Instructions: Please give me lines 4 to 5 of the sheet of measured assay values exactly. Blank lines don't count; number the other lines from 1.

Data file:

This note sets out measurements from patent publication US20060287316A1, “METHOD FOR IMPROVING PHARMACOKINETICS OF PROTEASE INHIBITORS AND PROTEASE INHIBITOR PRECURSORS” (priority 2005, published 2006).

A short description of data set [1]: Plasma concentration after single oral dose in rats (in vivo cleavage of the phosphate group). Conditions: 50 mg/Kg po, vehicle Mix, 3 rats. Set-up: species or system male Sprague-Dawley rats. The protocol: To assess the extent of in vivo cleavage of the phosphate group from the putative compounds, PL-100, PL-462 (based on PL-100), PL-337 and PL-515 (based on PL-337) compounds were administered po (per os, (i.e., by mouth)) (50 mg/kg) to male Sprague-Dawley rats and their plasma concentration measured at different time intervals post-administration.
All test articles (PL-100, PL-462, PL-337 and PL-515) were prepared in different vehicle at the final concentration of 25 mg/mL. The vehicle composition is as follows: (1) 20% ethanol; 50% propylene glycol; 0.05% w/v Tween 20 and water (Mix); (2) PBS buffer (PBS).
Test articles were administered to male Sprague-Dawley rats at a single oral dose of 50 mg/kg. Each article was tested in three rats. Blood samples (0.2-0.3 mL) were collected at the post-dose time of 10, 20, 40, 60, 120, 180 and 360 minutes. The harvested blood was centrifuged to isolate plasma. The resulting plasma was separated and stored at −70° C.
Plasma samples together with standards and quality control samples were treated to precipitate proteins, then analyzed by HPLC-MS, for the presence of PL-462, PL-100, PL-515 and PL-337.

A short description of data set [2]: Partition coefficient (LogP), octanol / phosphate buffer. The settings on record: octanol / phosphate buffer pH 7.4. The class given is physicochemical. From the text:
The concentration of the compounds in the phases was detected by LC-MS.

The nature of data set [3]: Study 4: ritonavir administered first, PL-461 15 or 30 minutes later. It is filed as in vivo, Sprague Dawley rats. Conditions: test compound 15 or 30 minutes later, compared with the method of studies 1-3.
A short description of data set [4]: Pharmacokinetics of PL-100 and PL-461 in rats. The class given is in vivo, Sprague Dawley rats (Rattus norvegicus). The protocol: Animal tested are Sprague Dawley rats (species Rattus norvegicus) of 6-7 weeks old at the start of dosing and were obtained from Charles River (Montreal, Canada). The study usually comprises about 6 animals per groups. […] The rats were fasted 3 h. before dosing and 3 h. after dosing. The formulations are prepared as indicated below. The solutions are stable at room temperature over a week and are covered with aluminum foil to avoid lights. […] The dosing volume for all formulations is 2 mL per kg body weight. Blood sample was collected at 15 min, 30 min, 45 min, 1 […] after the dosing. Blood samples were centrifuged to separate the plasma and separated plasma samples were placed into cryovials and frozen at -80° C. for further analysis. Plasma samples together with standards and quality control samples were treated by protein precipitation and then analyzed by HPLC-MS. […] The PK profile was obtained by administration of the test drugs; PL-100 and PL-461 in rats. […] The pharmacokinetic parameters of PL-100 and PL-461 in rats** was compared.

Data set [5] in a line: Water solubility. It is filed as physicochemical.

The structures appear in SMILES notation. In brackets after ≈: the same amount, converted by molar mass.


Test articles were administered to male Sprague-Dawley rats at a single oral dose of 50 mg/kg. Each article was tested in three rats. Blood samples (0.2-0.3 mL) were collected at the post-dose time of 10, 20, 40, 60, 120, 180 and 360 minutes. The harvested blood was centrifuged to isolate plasma. The resulting plasma was separated and stored at −70° C.
Plasma samples together with standards and quality control samples were treated to precipitate proteins, then analyzed by HPLC-MS, for the presence of PL-462, PL-100, PL-515 and PL-337.